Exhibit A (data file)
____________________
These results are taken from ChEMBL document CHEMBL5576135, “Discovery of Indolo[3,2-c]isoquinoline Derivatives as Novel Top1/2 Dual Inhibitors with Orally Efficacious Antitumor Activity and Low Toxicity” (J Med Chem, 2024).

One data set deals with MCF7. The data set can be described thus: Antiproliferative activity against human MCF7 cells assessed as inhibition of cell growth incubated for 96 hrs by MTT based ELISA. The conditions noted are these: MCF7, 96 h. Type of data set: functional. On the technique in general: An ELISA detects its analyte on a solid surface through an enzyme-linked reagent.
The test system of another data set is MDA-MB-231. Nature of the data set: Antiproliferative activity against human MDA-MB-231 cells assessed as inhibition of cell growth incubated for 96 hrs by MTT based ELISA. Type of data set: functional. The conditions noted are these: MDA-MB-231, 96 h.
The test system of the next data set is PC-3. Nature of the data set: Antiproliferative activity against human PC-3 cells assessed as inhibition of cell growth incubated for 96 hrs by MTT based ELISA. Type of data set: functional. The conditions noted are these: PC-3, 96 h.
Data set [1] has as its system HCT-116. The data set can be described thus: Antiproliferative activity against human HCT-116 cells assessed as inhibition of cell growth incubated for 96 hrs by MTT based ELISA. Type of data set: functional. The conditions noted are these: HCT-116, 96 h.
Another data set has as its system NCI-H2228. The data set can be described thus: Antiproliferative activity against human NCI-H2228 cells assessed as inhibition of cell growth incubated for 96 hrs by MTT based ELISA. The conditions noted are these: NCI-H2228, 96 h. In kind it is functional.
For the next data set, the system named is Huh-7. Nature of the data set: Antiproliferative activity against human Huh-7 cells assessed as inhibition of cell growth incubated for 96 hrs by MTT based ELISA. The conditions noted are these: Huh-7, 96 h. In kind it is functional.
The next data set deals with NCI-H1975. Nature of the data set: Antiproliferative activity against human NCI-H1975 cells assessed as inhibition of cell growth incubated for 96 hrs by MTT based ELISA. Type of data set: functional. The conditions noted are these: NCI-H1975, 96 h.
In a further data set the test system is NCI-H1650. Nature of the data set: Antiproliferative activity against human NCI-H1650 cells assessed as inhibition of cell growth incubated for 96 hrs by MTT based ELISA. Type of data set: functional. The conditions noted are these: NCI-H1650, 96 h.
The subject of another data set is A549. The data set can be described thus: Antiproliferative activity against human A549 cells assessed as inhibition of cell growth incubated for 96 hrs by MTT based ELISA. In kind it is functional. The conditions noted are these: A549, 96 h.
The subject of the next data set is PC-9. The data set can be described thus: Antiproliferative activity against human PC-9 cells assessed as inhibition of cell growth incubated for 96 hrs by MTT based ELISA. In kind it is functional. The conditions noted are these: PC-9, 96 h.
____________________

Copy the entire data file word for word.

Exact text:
These results are taken from ChEMBL document CHEMBL5576135, “Discovery of Indolo[3,2-c]isoquinoline Derivatives as Novel Top1/2 Dual Inhibitors with Orally Efficacious Antitumor Activity and Low Toxicity” (J Med Chem, 2024).

One data set deals with MCF7. The data set can be described thus: Antiproliferative activity against human MCF7 cells assessed as inhibition of cell growth incubated for 96 hrs by MTT based ELISA. The conditions noted are these: MCF7, 96 h. Type of data set: functional. On the technique in general: An ELISA detects its analyte on a solid surface through an enzyme-linked reagent.
The test system of another data set is MDA-MB-231. Nature of the data set: Antiproliferative activity against human MDA-MB-231 cells assessed as inhibition of cell growth incubated for 96 hrs by MTT based ELISA. Type of data set: functional. The conditions noted are these: MDA-MB-231, 96 h.
The test system of the next data set is PC-3. Nature of the data set: Antiproliferative activity against human PC-3 cells assessed as inhibition of cell growth incubated for 96 hrs by MTT based ELISA. Type of data set: functional. The conditions noted are these: PC-3, 96 h.
Data set [1] has as its system HCT-116. The data set can be described thus: Antiproliferative activity against human HCT-116 cells assessed as inhibition of cell growth incubated for 96 hrs by MTT based ELISA. Type of data set: functional. The conditions noted are these: HCT-116, 96 h.
Another data set has as its system NCI-H2228. The data set can be described thus: Antiproliferative activity against human NCI-H2228 cells assessed as inhibition of cell growth incubated for 96 hrs by MTT based ELISA. The conditions noted are these: NCI-H2228, 96 h. In kind it is functional.
For the next data set, the system named is Huh-7. Nature of the data set: Antiproliferative activity against human Huh-7 cells assessed as inhibition of cell growth incubated for 96 hrs by MTT based ELISA. The conditions noted are these: Huh-7, 96 h. In kind it is functional.
The next data set deals with NCI-H1975. Nature of the data set: Antiproliferative activity against human NCI-H1975 cells assessed as inhibition of cell growth incubated for 96 hrs by MTT based ELISA. Type of data set: functional. The conditions noted are these: NCI-H1975, 96 h.
In a further data set the test system is NCI-H1650. Nature of the data set: Antiproliferative activity against human NCI-H1650 cells assessed as inhibition of cell growth incubated for 96 hrs by MTT based ELISA. Type of data set: functional. The conditions noted are these: NCI-H1650, 96 h.
The subject of another data set is A549. The data set can be described thus: Antiproliferative activity against human A549 cells assessed as inhibition of cell growth incubated for 96 hrs by MTT based ELISA. In kind it is functional. The conditions noted are these: A549, 96 h.
The subject of the next data set is PC-9. The data set can be described thus: Antiproliferative activity against human PC-9 cells assessed as inhibition of cell growth incubated for 96 hrs by MTT based ELISA. In kind it is functional. The conditions noted are these: PC-9, 96 h.